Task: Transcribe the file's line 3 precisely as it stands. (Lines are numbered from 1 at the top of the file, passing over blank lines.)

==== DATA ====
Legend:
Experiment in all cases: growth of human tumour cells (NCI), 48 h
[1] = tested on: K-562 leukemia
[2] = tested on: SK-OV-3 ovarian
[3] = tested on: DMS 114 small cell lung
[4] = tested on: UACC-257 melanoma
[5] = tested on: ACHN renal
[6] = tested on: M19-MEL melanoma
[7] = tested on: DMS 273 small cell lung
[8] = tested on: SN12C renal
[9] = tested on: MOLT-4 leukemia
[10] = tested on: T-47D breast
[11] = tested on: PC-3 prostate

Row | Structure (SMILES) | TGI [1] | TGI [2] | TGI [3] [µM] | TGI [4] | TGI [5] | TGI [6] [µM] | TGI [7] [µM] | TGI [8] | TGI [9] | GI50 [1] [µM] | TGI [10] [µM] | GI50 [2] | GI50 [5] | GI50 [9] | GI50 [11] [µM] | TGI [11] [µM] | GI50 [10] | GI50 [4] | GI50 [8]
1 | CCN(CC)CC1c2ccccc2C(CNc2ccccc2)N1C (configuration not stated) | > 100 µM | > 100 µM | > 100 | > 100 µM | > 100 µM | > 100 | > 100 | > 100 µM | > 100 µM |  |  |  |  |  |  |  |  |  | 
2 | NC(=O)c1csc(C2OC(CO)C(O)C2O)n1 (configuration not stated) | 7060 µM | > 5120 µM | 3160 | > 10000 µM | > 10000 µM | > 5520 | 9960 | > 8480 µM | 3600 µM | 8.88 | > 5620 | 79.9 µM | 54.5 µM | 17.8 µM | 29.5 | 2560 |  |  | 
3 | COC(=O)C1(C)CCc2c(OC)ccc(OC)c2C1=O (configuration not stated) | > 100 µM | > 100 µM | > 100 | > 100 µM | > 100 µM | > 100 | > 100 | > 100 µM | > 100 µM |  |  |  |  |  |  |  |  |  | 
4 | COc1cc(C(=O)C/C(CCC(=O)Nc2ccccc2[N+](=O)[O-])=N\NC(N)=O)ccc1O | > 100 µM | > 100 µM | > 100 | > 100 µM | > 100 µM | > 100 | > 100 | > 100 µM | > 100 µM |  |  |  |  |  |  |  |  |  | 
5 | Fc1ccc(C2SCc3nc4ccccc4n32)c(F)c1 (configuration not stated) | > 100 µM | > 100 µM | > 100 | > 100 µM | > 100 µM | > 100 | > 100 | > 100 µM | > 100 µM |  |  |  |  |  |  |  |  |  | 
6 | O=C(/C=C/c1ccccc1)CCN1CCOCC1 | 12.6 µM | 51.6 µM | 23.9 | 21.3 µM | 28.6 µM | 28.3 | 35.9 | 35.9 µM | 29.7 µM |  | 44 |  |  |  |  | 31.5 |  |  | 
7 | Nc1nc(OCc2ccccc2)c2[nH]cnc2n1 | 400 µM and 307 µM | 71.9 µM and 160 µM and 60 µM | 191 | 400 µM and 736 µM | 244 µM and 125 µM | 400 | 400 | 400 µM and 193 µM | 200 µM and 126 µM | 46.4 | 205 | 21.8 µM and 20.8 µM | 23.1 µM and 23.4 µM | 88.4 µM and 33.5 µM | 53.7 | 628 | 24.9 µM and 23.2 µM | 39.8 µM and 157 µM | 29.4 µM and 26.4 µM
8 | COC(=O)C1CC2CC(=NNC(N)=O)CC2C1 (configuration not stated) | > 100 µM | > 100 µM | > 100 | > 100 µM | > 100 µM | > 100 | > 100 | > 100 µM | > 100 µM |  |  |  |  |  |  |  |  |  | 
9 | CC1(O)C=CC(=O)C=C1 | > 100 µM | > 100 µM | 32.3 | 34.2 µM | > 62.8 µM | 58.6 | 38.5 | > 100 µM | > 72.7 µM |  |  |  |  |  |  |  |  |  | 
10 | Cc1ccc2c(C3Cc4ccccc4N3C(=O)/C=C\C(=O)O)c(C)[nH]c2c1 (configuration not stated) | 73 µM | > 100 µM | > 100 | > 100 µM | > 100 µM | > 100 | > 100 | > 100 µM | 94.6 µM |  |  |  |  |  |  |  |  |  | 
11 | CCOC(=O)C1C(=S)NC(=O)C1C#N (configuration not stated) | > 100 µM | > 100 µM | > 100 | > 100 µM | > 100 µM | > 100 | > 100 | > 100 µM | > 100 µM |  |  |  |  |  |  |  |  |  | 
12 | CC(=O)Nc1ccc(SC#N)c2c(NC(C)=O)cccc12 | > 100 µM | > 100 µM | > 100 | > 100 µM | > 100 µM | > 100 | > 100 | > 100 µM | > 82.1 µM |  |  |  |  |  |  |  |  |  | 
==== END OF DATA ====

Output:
[1] = tested on: K-562 leukemia